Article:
Night Flight, Saint-Exupéry’s second novel, won the Prix Femina, a French literary prize awarded by a female jury, in 1931, the same year it was published. The award helped establish his fame in the literary world. The book is based on Saint-Exupéry’s experiences as a mail pilot and as the director of the Aeroposta Argentina Company. The book’s main character, Riviere, is based on Saint-Exupéry’s actual operational director in Argentina, Didier Daurat, to whom Saint-Exupéry dedicated the book.
The story is about the pilots who make night flights to deliver mail from Patagonia, Chile, and Paraguay to Argentina. During these early days of aviation, such journeys were extremely dangerous, and these courageous men risked their lives for their work. The two central characters are Fabien, one of the best pilots of the company, and Riviere, the director. One night, Fabien is lost in a storm, and when he does not return from his flight, Riviere is faced with the possibility of having lost his best pilot.
The narrative weaves back and forth between Fabien in flight, Riviere waiting back at the station, and Fabien’s wife, who waits in worry at home. The central conflict, however, takes place in the thoughts of Riviere, which make up most of the story. Torn between the devastation of Fabien’s disappearance and his duty as operational director, Riviere maintains a stern exterior, even while he grieves over the loss of his pilot internally. He is viewed as severe and even heartless by his men, whom he must continue to send out on night flights to deliver mail in order to keep the mail service running. Riviere also has the responsibility of informing Fabien’s wife of six weeks that he has been lost in flight.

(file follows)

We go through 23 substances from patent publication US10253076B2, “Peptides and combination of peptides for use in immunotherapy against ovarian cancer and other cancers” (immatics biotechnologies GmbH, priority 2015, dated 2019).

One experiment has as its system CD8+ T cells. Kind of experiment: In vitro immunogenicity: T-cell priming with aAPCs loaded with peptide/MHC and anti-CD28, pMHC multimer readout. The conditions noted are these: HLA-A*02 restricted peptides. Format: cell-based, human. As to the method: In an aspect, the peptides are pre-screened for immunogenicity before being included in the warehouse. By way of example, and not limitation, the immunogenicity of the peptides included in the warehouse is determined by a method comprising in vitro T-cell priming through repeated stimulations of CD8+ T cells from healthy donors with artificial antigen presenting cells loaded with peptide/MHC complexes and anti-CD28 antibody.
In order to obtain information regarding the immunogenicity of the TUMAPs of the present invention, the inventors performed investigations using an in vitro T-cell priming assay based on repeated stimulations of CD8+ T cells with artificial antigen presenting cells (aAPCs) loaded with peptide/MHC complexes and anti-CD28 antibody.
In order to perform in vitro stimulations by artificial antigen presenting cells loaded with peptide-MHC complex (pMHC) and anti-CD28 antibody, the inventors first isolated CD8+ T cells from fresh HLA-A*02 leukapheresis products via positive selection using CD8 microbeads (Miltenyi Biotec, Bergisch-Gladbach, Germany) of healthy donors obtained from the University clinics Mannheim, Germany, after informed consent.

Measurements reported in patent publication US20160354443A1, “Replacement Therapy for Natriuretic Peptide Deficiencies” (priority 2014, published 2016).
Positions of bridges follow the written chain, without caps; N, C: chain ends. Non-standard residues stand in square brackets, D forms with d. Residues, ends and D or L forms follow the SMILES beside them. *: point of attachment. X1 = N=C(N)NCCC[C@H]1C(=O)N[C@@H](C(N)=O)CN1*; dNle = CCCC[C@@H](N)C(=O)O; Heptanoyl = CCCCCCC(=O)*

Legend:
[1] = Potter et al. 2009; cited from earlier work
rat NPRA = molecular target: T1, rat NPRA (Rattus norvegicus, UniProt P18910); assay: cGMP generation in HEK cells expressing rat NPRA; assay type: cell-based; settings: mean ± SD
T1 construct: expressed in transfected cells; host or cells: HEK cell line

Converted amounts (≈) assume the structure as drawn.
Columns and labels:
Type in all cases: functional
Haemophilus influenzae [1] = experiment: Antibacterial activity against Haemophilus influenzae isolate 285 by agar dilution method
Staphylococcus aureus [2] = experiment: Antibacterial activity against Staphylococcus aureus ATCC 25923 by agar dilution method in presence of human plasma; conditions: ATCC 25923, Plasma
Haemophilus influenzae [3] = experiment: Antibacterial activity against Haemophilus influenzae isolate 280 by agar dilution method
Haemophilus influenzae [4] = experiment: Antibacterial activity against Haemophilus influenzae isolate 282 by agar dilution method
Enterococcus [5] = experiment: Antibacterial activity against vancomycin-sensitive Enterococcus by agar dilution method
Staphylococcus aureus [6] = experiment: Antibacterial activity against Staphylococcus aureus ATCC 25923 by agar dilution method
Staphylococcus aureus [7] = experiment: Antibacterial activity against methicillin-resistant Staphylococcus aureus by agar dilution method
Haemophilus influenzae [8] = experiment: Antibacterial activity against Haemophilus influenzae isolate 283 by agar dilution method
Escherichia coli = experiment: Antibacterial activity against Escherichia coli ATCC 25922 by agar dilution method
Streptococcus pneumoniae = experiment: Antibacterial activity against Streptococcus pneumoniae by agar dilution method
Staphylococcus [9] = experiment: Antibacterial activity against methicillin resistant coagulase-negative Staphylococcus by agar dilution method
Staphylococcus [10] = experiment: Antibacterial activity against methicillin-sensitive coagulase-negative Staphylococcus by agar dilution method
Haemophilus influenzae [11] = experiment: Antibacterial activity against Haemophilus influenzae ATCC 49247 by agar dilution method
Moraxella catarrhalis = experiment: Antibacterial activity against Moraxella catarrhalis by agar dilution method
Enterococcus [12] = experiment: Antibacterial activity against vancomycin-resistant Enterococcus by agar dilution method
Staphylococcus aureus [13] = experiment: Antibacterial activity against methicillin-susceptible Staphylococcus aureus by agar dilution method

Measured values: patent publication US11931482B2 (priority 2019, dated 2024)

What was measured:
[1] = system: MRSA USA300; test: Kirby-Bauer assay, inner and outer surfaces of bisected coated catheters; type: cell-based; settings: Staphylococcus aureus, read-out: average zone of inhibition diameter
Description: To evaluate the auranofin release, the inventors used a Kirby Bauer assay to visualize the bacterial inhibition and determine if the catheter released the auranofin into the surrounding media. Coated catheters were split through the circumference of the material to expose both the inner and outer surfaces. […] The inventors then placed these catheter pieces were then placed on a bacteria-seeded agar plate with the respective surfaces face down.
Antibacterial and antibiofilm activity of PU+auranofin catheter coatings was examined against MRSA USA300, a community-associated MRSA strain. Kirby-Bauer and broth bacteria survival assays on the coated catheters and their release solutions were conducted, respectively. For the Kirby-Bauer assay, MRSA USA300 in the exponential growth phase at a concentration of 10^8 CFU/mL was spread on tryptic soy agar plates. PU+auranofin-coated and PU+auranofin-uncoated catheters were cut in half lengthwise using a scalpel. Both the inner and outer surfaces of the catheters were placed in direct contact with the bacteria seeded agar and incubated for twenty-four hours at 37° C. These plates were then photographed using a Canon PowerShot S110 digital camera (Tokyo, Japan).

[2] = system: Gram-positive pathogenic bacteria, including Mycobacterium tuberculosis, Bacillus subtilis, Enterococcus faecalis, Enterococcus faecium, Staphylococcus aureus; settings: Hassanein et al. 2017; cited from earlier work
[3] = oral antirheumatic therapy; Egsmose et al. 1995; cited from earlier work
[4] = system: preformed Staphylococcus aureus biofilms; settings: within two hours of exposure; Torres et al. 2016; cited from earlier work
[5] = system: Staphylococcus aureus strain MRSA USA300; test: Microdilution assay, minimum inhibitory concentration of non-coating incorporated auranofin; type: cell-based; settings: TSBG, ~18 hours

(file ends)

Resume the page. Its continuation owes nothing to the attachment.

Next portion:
This story displays the sort of philosophical rumination that Saint-Exupéry is known for, but it is more strongly rooted in narrative than his other works. Through the characters of Fabien, his wife, and Riviere, Saint-Exupéry portrays the ethical dilemma that Riviere faces between duty and compassion, while at the same time depicting the courage and devotion involved in the glory of flying.